The more socialist countries (Norway, Sweden, Denmark, Finland, Germany) are doing far better than the more highly capitalist ones post crash.

Yup, Norwegian here. We weren't really affected adversely over here. I am not at all qualified to discern why, but the people who are generally claim it's because of our very solid societal structure and general lack of private interests' influence on our political system, which makes us less vulnerable to external market swings.

Norway as a nation is dependant on export industries (oil & gas, power, cargo shipping services, fish), and a few companies did suffer, but the regular Joes and Joettes didn't really feel any impact at all from the crash.

about 7 months ago
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I Want a Kindle Killer

Man Eating Duck Re:Missing the point (321 comments)

I use the Kindle app on my Android phone. I would never buy a standalone reader because I read when it's convenient. My phone is almost always with me and fits in my pocket.

I use the Kindle app on my Android phone. I would never buy a standalone reader because I read when it's convenient. My phone is almost always with me and fits in my pocket.

And I habitually bring my Kobo reader everywhere I go, and read every time I have a few minutes to kill. It fits nicely in a jacket/cargo pocket. I usually read several hours each day, and there are several reasons why I also bring it when leaving my apartment:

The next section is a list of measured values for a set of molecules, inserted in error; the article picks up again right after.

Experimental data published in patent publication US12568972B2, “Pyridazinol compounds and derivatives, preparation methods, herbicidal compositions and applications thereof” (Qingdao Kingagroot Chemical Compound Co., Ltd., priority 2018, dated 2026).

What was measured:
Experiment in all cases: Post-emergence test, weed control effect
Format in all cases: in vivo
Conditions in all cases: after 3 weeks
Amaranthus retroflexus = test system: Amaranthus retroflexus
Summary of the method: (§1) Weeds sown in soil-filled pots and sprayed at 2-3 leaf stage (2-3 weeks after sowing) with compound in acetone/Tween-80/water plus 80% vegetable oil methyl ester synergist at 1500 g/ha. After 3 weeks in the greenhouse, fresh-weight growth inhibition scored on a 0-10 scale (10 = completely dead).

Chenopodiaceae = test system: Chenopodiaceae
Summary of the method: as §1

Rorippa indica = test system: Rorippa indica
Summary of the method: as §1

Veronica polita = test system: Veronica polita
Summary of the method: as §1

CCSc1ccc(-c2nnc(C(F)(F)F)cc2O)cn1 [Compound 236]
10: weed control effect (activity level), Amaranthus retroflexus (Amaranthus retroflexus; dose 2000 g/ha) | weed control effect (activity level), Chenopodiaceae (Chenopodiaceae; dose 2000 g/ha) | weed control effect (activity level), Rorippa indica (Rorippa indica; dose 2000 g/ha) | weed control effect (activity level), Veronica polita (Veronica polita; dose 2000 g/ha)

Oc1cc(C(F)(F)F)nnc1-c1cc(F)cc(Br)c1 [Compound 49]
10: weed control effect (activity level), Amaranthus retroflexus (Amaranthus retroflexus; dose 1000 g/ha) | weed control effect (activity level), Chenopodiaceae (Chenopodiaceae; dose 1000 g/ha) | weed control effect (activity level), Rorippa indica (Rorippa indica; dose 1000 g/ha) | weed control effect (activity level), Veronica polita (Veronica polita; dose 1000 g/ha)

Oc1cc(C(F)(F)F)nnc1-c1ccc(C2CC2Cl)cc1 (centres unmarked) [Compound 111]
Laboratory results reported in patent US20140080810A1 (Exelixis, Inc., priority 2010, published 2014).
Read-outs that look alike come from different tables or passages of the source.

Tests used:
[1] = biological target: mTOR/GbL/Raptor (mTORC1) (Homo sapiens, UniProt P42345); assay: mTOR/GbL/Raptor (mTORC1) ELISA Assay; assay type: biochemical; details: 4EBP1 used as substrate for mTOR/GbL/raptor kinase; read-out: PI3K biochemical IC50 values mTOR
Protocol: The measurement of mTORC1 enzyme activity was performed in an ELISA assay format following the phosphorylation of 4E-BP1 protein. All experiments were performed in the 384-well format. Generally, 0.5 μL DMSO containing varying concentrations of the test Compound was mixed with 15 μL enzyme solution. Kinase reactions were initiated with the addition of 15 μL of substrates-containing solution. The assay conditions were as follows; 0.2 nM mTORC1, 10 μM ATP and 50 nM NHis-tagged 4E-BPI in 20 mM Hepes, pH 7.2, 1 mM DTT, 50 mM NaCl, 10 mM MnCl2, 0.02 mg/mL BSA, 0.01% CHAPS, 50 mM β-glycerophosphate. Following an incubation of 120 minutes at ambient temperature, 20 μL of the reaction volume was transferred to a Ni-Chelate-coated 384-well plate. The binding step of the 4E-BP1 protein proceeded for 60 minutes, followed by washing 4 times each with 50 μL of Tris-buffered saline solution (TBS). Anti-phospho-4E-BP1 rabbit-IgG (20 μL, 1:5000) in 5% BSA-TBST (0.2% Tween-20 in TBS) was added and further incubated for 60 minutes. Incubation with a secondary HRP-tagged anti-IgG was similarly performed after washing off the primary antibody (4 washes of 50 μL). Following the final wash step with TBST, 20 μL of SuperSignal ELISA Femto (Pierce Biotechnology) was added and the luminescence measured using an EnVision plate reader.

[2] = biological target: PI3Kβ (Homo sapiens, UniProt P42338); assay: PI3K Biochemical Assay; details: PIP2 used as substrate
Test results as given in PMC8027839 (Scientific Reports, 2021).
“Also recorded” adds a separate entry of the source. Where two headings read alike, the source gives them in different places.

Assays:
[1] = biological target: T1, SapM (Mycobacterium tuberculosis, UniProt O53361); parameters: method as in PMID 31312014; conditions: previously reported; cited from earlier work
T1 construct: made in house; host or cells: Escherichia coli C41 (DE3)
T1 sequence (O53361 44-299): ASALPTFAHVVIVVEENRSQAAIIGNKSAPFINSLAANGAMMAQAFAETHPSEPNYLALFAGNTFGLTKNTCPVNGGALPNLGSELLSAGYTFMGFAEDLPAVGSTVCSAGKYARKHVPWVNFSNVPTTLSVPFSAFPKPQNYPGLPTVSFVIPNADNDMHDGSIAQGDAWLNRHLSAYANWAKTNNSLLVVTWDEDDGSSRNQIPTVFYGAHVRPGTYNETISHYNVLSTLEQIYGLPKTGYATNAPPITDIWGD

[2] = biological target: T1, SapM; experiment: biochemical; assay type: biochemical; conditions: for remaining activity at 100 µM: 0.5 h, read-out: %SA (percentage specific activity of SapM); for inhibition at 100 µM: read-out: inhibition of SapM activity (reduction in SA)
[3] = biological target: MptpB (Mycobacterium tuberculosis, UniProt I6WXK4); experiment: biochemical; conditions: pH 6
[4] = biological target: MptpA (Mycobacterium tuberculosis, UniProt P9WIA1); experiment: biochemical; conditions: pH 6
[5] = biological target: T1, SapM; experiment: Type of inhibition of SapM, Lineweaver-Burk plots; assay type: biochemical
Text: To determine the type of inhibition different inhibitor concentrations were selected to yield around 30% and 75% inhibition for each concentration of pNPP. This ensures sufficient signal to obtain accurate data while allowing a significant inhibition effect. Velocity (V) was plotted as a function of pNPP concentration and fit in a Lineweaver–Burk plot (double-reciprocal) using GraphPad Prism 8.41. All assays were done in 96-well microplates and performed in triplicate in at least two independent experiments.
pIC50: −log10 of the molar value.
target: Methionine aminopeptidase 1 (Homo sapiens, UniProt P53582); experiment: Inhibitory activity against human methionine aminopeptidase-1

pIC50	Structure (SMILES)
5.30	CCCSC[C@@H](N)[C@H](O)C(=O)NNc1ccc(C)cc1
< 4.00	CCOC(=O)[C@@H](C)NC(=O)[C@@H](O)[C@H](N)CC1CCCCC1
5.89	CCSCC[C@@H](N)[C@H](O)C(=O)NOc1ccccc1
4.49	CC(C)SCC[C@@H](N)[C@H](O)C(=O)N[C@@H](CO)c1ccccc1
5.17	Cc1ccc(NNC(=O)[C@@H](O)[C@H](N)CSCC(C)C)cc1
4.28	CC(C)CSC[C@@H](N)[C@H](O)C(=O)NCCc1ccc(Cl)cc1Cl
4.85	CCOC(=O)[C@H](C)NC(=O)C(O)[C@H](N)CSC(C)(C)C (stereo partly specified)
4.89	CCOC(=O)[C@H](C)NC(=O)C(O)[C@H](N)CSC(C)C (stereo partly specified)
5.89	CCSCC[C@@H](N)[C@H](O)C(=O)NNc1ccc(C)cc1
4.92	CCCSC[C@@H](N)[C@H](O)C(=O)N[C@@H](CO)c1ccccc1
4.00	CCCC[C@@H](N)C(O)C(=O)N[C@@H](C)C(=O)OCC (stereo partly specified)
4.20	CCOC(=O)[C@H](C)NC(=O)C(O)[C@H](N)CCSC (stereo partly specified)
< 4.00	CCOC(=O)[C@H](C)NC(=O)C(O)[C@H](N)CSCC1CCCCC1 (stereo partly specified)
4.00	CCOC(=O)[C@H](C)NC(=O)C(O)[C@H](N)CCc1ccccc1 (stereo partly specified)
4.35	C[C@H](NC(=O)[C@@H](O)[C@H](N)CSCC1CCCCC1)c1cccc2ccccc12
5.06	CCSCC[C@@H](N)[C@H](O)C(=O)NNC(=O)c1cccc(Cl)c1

• * When reading for hours at a time the better display eliminates eyestrain
  • * Battery concerns is not an issue
  • * The display is larger and fits more text, making for a more comfortable reading experience
  • * Fewer distractions than on a phone

If the phone is good enough for you when it comes to reading, that's great, and I would also like that to be the case for me. But for me it's not cutting it, so I end up choosing clothes based on whether they can store my (admittedly light and sleek, but bulkier than a phone) e-reader. I really, really hope that E-Ink aren't going away anytime soon.

about 7 months ago
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Free Software Foundation Condemns Mozilla's Move To Support DRM In Firefox

Man Eating Duck Re:Corporate directed not volunteer direct ... (403 comments)

Unless the locks on your doors are to lock people in, they aren't there because you assume all your houseguests are criminals, they are there because you assume some non-house guests are criminals. The locks don't stop the people you've already let in. And yeah, I do assume some of the people outside are criminals. Why wouldn't I?

The problem with this line of thought is that, to continue the analogy, a lot of your legitimate house guests will be kept out by the locks, while the criminals outside all know that you don't lock your cellar hatch and can help themselves.

Most DRM to date don't even slow down the pirates, as long as someone can see the content they can copy it. My experience is mostly from working at a publishing company, and the legitimate customers have a far easier time using a non-crippled file than a DRM'ed one. Basically, DRM is just a big fuck you to your legitimate customers, especially on downloaded files that are ostensibly usable anywhere like an ebook.